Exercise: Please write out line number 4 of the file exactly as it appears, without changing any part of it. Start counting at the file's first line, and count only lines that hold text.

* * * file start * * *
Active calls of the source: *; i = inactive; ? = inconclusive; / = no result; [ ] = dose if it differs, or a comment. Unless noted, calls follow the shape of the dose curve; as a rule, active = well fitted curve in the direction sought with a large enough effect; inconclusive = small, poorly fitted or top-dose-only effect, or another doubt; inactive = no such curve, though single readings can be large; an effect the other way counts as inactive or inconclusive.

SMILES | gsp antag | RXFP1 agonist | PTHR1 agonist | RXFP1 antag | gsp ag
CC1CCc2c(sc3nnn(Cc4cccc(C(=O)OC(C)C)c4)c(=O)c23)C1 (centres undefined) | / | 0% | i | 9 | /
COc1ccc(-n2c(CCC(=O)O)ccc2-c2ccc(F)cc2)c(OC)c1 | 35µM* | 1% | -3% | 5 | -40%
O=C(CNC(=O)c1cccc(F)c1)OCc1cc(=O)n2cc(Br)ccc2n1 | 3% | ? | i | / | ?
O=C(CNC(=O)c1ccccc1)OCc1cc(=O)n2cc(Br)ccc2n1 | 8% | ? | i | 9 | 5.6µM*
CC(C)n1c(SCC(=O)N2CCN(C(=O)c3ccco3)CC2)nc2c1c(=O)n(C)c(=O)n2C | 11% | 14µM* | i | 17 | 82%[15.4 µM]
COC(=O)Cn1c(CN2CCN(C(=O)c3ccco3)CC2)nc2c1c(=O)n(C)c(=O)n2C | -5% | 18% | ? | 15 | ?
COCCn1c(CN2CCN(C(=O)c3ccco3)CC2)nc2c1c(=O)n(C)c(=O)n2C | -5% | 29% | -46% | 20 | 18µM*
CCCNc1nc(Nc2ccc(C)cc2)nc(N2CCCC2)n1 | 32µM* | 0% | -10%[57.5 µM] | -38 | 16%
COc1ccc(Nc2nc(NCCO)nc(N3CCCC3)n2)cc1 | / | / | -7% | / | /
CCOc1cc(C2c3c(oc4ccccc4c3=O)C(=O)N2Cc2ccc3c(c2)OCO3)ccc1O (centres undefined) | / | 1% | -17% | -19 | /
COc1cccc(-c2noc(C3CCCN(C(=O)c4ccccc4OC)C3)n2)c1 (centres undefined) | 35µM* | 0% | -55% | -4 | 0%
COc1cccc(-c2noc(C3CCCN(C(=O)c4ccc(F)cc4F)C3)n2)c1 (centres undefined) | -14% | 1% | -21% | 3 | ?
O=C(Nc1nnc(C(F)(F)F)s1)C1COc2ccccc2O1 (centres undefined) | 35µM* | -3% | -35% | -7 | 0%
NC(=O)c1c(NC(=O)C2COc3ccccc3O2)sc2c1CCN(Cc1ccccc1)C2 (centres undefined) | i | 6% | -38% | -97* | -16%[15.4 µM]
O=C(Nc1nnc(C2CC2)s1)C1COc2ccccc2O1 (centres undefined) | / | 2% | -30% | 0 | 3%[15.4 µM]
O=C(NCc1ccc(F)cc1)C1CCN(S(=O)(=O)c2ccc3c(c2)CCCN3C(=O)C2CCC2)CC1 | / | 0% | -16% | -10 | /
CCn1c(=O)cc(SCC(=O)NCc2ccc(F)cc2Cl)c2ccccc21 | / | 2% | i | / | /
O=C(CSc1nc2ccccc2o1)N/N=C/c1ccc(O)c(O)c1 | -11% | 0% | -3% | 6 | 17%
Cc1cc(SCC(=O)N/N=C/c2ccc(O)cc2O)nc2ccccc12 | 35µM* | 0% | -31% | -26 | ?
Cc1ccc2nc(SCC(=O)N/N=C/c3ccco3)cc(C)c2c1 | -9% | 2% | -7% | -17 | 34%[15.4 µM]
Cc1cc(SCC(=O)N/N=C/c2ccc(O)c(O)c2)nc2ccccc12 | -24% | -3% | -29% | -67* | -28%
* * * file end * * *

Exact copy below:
COc1ccc(-n2c(CCC(=O)O)ccc2-c2ccc(F)cc2)c(OC)c1 | 35µM* | 1% | -3% | 5 | -40%